25 October 2021
Computing a brighter future for Lebanon
Published online 24 March 2021
Lebanese scientists are making a mark in high-performance computing, but overlapping crises have left international collaboration hanging in the balance.
The Compact Muon Solenoid (CMS) experiment in France and Switzerland has launched a fundraising initiative to support scientific research in Lebanon, in collaboration with the Sharing Knowledge Foundation, Geneva.
The fundraiser will support the High-Performance Computing for Lebanon (HPC4L) Project. Initiated in 2019 to build the country’s research capacity through the development of a high-performance computing centre, but HPC4L is now at risk due to the layered crises the country is grappling with.
High-performance computing — aggregating computer power — is used to quickly and efficiently solve large problems or analyse extensive datasets in science, engineering, social science and business.
“In Lebanon, high-performance computing will allow the field of social sciences to expand,” says Martin Gastal, HPC4L project coordinator and manager of the CMS experimental area at the European Organisation for Nuclear Research (CERN), the world’s largest laboratory dedicated to particle physics research.
HPC4L is a collaboration between CERN, Lebanon’s public sector and four private higher-education institutions: the Lebanese University, the American University of Beirut, the Lebanese American University and Saint Joseph University.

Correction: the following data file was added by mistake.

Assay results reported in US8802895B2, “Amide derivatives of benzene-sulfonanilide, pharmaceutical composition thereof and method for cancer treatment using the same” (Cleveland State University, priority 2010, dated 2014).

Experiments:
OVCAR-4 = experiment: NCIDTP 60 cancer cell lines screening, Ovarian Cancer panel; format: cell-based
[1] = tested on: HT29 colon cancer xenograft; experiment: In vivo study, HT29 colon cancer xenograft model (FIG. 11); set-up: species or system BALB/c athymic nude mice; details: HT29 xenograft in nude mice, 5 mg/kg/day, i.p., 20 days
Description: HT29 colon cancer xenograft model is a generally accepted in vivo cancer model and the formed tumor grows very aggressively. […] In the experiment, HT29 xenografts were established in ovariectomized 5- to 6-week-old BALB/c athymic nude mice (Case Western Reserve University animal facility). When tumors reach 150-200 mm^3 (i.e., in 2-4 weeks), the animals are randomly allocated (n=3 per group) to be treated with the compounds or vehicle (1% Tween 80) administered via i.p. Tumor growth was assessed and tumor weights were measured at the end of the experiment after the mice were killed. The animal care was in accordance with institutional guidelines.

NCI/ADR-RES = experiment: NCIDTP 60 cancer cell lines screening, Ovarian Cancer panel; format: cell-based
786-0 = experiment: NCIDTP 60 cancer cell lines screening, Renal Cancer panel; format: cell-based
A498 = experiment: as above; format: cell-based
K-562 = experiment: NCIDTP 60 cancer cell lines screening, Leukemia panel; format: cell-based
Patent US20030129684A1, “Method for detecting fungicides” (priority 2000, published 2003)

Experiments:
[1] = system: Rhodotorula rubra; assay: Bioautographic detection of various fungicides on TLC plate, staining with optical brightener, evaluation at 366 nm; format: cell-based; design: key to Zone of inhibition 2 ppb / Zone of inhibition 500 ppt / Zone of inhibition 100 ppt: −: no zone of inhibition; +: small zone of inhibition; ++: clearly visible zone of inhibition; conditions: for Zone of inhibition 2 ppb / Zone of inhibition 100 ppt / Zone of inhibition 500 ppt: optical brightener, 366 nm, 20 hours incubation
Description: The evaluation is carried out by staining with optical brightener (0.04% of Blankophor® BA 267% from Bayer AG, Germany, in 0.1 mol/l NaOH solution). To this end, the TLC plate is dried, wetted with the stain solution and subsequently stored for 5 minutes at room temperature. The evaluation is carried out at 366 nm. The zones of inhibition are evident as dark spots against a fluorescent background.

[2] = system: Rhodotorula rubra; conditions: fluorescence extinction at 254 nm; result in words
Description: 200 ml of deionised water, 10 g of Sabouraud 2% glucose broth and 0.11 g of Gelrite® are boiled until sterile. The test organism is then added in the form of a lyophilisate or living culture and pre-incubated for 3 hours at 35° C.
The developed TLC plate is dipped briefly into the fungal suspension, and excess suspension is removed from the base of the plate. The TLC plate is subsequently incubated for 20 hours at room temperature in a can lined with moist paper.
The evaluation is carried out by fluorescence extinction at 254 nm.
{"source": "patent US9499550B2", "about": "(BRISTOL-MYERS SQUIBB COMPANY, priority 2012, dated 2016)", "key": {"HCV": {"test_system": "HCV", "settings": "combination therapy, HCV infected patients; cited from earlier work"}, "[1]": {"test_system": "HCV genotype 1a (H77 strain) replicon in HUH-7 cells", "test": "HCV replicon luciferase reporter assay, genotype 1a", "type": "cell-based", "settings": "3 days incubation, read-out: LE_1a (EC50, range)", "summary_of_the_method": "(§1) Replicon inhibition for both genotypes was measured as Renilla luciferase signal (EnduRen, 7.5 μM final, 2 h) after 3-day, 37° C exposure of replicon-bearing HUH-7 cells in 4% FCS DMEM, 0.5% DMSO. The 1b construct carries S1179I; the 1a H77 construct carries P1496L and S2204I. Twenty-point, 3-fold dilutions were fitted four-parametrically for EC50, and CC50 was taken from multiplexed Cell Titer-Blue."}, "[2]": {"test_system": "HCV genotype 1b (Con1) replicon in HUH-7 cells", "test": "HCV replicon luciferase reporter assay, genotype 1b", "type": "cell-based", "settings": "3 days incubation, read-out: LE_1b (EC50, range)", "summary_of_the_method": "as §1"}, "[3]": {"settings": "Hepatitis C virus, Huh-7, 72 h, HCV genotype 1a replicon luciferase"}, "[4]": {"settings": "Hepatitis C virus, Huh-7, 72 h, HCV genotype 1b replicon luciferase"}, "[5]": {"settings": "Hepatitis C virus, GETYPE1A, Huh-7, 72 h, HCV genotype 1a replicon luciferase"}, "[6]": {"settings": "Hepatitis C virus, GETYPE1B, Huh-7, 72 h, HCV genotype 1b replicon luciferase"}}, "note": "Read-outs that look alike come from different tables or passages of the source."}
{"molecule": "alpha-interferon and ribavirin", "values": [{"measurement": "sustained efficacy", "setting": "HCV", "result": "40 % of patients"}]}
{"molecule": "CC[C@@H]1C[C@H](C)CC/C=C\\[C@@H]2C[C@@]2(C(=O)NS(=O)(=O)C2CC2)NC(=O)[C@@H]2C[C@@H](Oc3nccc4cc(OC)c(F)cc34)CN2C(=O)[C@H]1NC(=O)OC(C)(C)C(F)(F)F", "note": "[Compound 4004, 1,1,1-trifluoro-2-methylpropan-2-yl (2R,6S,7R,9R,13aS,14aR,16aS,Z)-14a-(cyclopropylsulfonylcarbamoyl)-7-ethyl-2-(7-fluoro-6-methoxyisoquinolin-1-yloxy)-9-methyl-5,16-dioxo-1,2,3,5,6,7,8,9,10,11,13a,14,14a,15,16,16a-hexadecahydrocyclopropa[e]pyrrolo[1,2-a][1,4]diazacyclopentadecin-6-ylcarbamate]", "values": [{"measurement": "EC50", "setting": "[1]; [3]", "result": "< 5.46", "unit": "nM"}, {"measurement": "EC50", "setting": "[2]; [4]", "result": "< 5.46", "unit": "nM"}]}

CERN donated hardware (3,600 cores) to the project, while Lebanon’s Ministry of Telecommunications and state-owned infrastructure operator, OGERO, provided the premises, power and internet.
The universities were meant to cover the costs of shipping, set-up and training of Lebanese staff to operate the centre independently. As the crises of recent years deepened, these expenses became prohibitive.
“Finding funding from the universities for the operation is becoming more difficult,” says Yousif Asfour, head of the HPC4L steering committee and chief information officer at the American University of Beirut.
With the project so close to launch, Gastal says they were keen to find a solution, which led to the idea of a fundraiser to help offset the costs.
The fundraiser is targeting the global scientific community and the Lebanese diaspora. It aims to raise USD$50,000, the bare minimum needed to keep the project moving forward, says Gastal.
Since Lebanon joined CERN’s network in 2016, many Lebanese students and professionals have contributed to its projects, and Asfour and Gastal are eager to see the knowledge exchange continue. “Most significant scientific and engineering contributions these days happen through collaboration,” says Asfour.
The centre aims to help stem brain drain from Lebanon. “Today, once you reach a certain stage of competence and expertise in research, you need computing. And if you aren’t computing locally, you go abroad,” says Gastal, “That’s how some countries have been haemorrhaging talent for the last decade.”
Asfour hopes the centre will go beyond retaining Lebanese talent, to also attract others to work with them in Lebanon. “I’m excited about this project. It’s one of those little lights of hope in a very dark time both globally and locally,” he says.
Donations can be sent to http://fundraiser-lebanon.web.cern.ch